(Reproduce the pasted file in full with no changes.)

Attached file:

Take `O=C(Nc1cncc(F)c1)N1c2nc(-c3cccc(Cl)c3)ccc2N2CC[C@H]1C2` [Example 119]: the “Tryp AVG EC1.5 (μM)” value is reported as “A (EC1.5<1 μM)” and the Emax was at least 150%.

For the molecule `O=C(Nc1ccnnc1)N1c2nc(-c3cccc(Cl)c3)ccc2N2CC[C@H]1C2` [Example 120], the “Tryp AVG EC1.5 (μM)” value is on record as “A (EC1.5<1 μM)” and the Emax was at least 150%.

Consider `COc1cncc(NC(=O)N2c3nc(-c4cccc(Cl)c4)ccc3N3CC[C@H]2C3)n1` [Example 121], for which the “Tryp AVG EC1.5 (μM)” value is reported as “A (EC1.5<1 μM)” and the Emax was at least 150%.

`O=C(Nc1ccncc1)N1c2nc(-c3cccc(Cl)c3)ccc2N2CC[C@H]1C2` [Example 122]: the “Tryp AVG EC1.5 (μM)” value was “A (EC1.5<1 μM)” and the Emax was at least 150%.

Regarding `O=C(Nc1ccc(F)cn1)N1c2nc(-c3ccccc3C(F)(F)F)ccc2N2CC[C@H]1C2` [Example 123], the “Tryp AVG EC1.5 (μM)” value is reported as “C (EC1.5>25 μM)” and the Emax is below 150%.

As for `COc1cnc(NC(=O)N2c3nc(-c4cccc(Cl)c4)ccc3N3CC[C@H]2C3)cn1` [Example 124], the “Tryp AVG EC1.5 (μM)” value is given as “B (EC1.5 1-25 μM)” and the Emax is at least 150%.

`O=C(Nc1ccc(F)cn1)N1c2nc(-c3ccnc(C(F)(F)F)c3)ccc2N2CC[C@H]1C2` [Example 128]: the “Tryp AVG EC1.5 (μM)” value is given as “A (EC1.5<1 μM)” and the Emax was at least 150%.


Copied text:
Take `O=C(Nc1cncc(F)c1)N1c2nc(-c3cccc(Cl)c3)ccc2N2CC[C@H]1C2` [Example 119]: the “Tryp AVG EC1.5 (μM)” value is reported as “A (EC1.5<1 μM)” and the Emax was at least 150%.

For the molecule `O=C(Nc1ccnnc1)N1c2nc(-c3cccc(Cl)c3)ccc2N2CC[C@H]1C2` [Example 120], the “Tryp AVG EC1.5 (μM)” value is on record as “A (EC1.5<1 μM)” and the Emax was at least 150%.

Consider `COc1cncc(NC(=O)N2c3nc(-c4cccc(Cl)c4)ccc3N3CC[C@H]2C3)n1` [Example 121], for which the “Tryp AVG EC1.5 (μM)” value is reported as “A (EC1.5<1 μM)” and the Emax was at least 150%.

`O=C(Nc1ccncc1)N1c2nc(-c3cccc(Cl)c3)ccc2N2CC[C@H]1C2` [Example 122]: the “Tryp AVG EC1.5 (μM)” value was “A (EC1.5<1 μM)” and the Emax was at least 150%.

Regarding `O=C(Nc1ccc(F)cn1)N1c2nc(-c3ccccc3C(F)(F)F)ccc2N2CC[C@H]1C2` [Example 123], the “Tryp AVG EC1.5 (μM)” value is reported as “C (EC1.5>25 μM)” and the Emax is below 150%.

As for `COc1cnc(NC(=O)N2c3nc(-c4cccc(Cl)c4)ccc3N3CC[C@H]2C3)cn1` [Example 124], the “Tryp AVG EC1.5 (μM)” value is given as “B (EC1.5 1-25 μM)” and the Emax is at least 150%.

`O=C(Nc1ccc(F)cn1)N1c2nc(-c3ccnc(C(F)(F)F)c3)ccc2N2CC[C@H]1C2` [Example 128]: the “Tryp AVG EC1.5 (μM)” value is given as “A (EC1.5<1 μM)” and the Emax was at least 150%.